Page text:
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26 Apr 2021

5 Sustainability mistakes to avoid

Luke Baker

It’s been impossible to miss in the headlines, whether it be Microsoft targeting to go Carbon Negative or Brewdog announcing the creation of a Scottish forest (don’t worry you don’t need to grow a forest). There are huge benefits to creating a sustainability strategy, from improved employee engagement to cost savings and brand building.

With all these benefits however it becomes quite easy to want to jump in and get started. Here we take you through some of the most common sustainability mistakes to avoid.

1. Not understanding your impact before setting your goals

Without fully understanding your environmental impacts across your operation up and down its entire supply chain you’ll struggle to find the right focus for your business.

The good news is that there are some good tools at your disposal. This is where life cycle assessments can come in. They allow you to quantify the full impact of each of your products or services across a supply chain.

One example is that of Levi Strauss, who published their life cycle assessment for a pair of their Levi jeans. It’s important to note that they looked at a number of environmental impacts including CO2e, water usage, eutrophication of freshwater supplies and land usage.

Once you know the largest impacts your company has, you’ll also then want to understand which ones are the most material to your business and which ones you have the most control over. This is where materiality assessments come in.

2. Using sustainability only for PR

For companies who have historically had a poor Environmental, Social and Governance record it’s tempting to look for quick wins to drive brand PR. However, taking a structured approach can provide a huge opportunity to transform businesses. And this can be in the form of significant cost savings such as Nike who introduced the Flyknit which dramatically reduced labour input and waste materials. They have reduced waste by 60% compared to traditional cut and sew techniques.

Finally, there is a literal laundry list of companies that have tried to sidestep in dramatic style real sustainability commitments, particularly in the fashion industry. Just look at the recent coverage of H&M’s new commitment to sustainability. The company is constantly being criticised for greenwashing due to its continual role in the fast fashion industry. Companies are saving themselves significant headaches by creating transparent sustainability plans based on real commitments.

3. Failing to get the right buy-in and people to execute

The introduction of sustainability as a key metric across an organisation needs buy-in from across a business as well as the people who will execute the decided actions.

If you are just starting out, identify the key stakeholders who are going to sign off any budgets or time allocations for the work. And at the same time identify the individuals who are going to be best placed to lead the decided actions across the business. It’s also key that those people recognise the importance of sustainability and the decided actions, their enthusiasm and passion will be critical to its success.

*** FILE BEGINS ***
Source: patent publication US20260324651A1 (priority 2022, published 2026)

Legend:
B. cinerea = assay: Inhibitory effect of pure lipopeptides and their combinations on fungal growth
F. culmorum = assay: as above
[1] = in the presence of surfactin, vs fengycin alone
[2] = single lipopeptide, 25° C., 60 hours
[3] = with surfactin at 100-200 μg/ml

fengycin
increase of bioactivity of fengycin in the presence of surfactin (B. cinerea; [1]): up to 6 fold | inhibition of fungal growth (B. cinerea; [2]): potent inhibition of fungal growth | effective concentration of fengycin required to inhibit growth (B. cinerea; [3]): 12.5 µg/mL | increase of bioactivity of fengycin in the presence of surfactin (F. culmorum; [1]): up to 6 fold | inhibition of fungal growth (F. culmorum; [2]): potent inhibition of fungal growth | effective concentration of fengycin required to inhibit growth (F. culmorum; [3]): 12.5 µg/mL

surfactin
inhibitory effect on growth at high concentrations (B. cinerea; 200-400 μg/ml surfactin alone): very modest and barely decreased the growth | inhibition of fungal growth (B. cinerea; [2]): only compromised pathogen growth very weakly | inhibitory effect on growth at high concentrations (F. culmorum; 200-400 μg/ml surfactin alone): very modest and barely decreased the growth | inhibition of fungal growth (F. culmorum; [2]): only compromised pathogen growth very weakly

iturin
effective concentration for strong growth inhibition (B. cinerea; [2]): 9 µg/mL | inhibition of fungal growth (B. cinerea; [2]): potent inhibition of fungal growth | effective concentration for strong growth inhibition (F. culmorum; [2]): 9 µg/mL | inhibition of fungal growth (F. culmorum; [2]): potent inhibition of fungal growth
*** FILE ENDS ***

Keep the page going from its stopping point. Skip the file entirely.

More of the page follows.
4. Let’s just offset our emissions

Carbon offsetting has grown in popularity over the last couple of years as a way to demonstrate a firm’s commitment to sustainability. And with the task force for the voluntary carbon market led by Mark Carney looking to increase the amount of carbon credits purchased from $300M to the tens of billions of dollars, it's easy to get carried away by it all.

However, offsetting and the purchase of carbon credits in fact is the last priority in a company’s sustainability activities. It is only used to offset emissions that are unable to be eliminated by a firm. We are also seeing increasing emphasis from companies in investing and piloting innovation to decrease their core emissions. Of particular interest is the recent partnership between CDP and Breakthrough Ventures who are looking for companies to participate in pilots with companies looking to eliminate these hard to reduce emissions.

5. Going it alone

There has been huge progress over the last twenty years in measuring the sustainability of companies. Like the traditional consultants out there like BCG, Deloitte and KPMG there are hugely experienced Sustainability consultants such as South Pole and Eco Act who have extensive cross-industry knowledge.

On top of this, there are great communities like the B-Corp movement that brings companies together to learn from each other and provides huge amounts of guidance around creating a profitable ecological transition. On top of this, the Science-based target's initiative provides another amazing resource for companies to create goals in line with the Paris agreement as well as a platform to showcase their work.

The path to a more sustainable business may seem complicated but avoiding these 5 common mistakes will send you in the right direction. It is definitely worth it for companies, their shareholders, customers and our planet.

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